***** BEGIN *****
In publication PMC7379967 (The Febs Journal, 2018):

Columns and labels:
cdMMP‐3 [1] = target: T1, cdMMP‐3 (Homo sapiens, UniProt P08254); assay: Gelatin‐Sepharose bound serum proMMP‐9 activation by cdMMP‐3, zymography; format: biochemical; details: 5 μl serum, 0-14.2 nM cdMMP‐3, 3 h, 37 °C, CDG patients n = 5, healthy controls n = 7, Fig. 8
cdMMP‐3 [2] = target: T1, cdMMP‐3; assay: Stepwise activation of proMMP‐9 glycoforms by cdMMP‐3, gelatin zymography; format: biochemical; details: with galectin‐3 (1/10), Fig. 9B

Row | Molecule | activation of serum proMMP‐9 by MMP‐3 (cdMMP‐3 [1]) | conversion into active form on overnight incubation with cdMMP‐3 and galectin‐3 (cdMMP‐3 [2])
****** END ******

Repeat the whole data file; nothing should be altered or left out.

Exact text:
In publication PMC7379967 (The Febs Journal, 2018):

Columns and labels:
cdMMP‐3 [1] = target: T1, cdMMP‐3 (Homo sapiens, UniProt P08254); assay: Gelatin‐Sepharose bound serum proMMP‐9 activation by cdMMP‐3, zymography; format: biochemical; details: 5 μl serum, 0-14.2 nM cdMMP‐3, 3 h, 37 °C, CDG patients n = 5, healthy controls n = 7, Fig. 8
cdMMP‐3 [2] = target: T1, cdMMP‐3; assay: Stepwise activation of proMMP‐9 glycoforms by cdMMP‐3, gelatin zymography; format: biochemical; details: with galectin‐3 (1/10), Fig. 9B

Row | Molecule | activation of serum proMMP‐9 by MMP‐3 (cdMMP‐3 [1]) | conversion into active form on overnight incubation with cdMMP‐3 and galectin‐3 (cdMMP‐3 [2])